Mondo Mediaworks, headed by Luke Stafford, was selected from a field of nearly two dozen bidders to oversee the first year of the campaign. Mondo, formed in 2010, works with a wide range of clients but describes its focus as being Vermont-based.
“Mondo’s creativity, demonstrated through their portfolio, interviews and an assignment given to the two finalists, made the final decision clear,” said Steve Costello, co-chair of the committee leading the initiative. “We devoted hundreds of man-hours to the selection, and in the end found ourselves selecting not just a marketer, but a company that demonstrated a remarkable ability to collaborate, inspire and excite.”
Stafford said the initiative is an ideal fit for the firm. “When I saw the Rutland request for proposals, I thought, ‘My entire career has led to this project,’” Stafford said in a news release. “For Mondo and for me, this is more than a job. It’s what we have striven to do since day one: build community through economic development, create opportunities for young Vermonters, and help others discover the magic that is Vermont. I have never been so excited about a project.”
The chamber and REDC have raised more than $200,000 from local businesses, the city of Rutland and surrounding towns to launch the effort. Its aim is to promote tourism, dispel the myth that there are no decent jobs in the area, and persuade people to settle in the region.
Over the last decade Rutland has experienced a persistent population decline, and, according to the state Agency of Commerce and Community Development, the trend is likely to continue even if economic growth remains steady. According to some projections, the city could lose between 5 and 10 percent of its population by 2020.
Chamber Executive Director Mary Cohen said one of the first things the marketing firm will focus on is selling Rutland to Rutland. “If we’re inviting people to come here and saying it’s a really great place to live, we’ve got to walk the walk,” she said.
Though REDC and the chamber are spearheading the effort, surrounding towns have been consulted, and many have pledged to support the campaign. Several will put the matter before voters on Town Meeting Day. Cohen said it’s a regionwide initiative that will showcase the county’s recreational assets and economic opportunities. The marketing firm will help in developing promotional materials, crafting a message and ultimately selling Rutland County to urban centers throughout New England and beyond.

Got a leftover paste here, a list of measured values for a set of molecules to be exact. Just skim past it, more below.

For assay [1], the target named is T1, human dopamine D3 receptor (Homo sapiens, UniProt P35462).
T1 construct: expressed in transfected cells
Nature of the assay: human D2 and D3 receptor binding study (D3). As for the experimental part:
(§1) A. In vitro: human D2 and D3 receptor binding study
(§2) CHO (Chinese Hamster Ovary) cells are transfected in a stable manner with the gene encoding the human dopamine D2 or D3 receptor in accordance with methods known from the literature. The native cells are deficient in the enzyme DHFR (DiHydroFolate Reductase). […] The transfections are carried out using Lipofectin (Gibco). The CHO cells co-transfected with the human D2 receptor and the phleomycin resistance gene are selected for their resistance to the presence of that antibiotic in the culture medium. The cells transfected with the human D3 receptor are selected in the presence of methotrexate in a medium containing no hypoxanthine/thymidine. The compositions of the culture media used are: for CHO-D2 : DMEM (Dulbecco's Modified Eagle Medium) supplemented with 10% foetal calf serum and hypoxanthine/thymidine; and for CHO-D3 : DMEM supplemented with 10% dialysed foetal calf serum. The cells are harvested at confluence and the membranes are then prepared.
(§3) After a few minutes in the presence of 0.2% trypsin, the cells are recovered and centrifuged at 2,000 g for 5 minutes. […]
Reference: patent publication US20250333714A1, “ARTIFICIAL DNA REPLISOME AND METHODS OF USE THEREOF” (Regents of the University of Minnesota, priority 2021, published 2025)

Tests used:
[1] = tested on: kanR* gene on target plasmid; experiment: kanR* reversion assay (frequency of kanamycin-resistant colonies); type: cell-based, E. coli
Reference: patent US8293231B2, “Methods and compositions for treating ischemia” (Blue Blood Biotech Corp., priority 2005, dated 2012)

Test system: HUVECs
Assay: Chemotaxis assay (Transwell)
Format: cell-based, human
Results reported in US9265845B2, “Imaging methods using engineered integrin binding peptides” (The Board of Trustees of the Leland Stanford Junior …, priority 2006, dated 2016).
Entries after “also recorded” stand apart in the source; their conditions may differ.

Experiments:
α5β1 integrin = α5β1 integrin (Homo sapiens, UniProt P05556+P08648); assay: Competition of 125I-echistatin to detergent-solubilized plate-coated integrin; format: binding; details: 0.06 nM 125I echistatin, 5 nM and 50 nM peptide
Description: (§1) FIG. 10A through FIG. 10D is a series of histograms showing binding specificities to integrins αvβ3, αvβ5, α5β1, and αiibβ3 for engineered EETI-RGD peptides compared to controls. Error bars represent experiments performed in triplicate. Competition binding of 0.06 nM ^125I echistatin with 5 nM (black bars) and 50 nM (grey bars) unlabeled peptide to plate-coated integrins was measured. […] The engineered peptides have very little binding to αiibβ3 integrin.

Matt Bloomer, a former member of the Board of Aldermen who has served as a liaison between the city and business community, said the marketing campaign should be seen as a product of the good things already happening in Rutland.
Bloomer grew up in Rutland, moved to Boston after college, and returned to Vermont in 2010. He said the city has tremendous assets such as the Paramount Theater, Pine Hill Park with its network of mountain biking trails, and a strong sense of community — one of the key factors that persuaded him to come back and start a business.
Still, the city has struggled to overcome the ravages of the heroin epidemic and the perception that Rutland County is worse off than the rest of the state.
“I feel like within the state it’s an impediment,” said Bloomer. But for people in Boston or New York, he said, those negative associations are probably far less relevant.
“I don’t think it’s as difficult a hill to climb when you get outside of Vermont,” Bloomer said.
Indeed, the Killington Valley Initiative, which is part of the marketing push, seeks to capitalize on the name recognition that the resort already has and to tie it to the broader Rutland region. The Killington Valley website was launched in November during the weekend of the World Cup, and Bloomer said it is still very much a work in progress. The site describes the valley as an “outdoor adventure capital.”
Similar concerns statewide